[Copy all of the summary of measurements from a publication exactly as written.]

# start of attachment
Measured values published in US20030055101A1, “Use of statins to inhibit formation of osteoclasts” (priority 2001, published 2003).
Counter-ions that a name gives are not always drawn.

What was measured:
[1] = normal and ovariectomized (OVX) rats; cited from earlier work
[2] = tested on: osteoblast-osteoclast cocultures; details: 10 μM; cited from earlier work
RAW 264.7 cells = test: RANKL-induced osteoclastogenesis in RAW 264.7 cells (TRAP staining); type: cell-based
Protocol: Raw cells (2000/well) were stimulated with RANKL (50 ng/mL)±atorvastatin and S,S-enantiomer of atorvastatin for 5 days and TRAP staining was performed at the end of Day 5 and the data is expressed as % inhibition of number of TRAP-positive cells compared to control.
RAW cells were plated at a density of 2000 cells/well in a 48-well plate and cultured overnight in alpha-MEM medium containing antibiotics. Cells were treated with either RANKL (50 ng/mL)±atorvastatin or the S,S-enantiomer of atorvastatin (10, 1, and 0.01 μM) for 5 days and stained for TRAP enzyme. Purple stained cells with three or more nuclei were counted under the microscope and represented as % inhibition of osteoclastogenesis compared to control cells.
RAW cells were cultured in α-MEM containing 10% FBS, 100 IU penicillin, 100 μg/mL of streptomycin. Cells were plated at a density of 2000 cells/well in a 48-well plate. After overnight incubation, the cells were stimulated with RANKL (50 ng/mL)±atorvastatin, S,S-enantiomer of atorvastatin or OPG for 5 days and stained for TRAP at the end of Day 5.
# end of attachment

Measured values published in US20030055101A1, “Use of statins to inhibit formation of osteoclasts” (priority 2001, published 2003).
Counter-ions that a name gives are not always drawn.

What was measured:
[1] = normal and ovariectomized (OVX) rats; cited from earlier work
[2] = tested on: osteoblast-osteoclast cocultures; details: 10 μM; cited from earlier work
RAW 264.7 cells = test: RANKL-induced osteoclastogenesis in RAW 264.7 cells (TRAP staining); type: cell-based
Protocol: Raw cells (2000/well) were stimulated with RANKL (50 ng/mL)±atorvastatin and S,S-enantiomer of atorvastatin for 5 days and TRAP staining was performed at the end of Day 5 and the data is expressed as % inhibition of number of TRAP-positive cells compared to control.
RAW cells were plated at a density of 2000 cells/well in a 48-well plate and cultured overnight in alpha-MEM medium containing antibiotics. Cells were treated with either RANKL (50 ng/mL)±atorvastatin or the S,S-enantiomer of atorvastatin (10, 1, and 0.01 μM) for 5 days and stained for TRAP enzyme. Purple stained cells with three or more nuclei were counted under the microscope and represented as % inhibition of osteoclastogenesis compared to control cells.
RAW cells were cultured in α-MEM containing 10% FBS, 100 IU penicillin, 100 μg/mL of streptomycin. Cells were plated at a density of 2000 cells/well in a 48-well plate. After overnight incubation, the cells were stimulated with RANKL (50 ng/mL)±atorvastatin, S,S-enantiomer of atorvastatin or OPG for 5 days and stained for TRAP at the end of Day 5.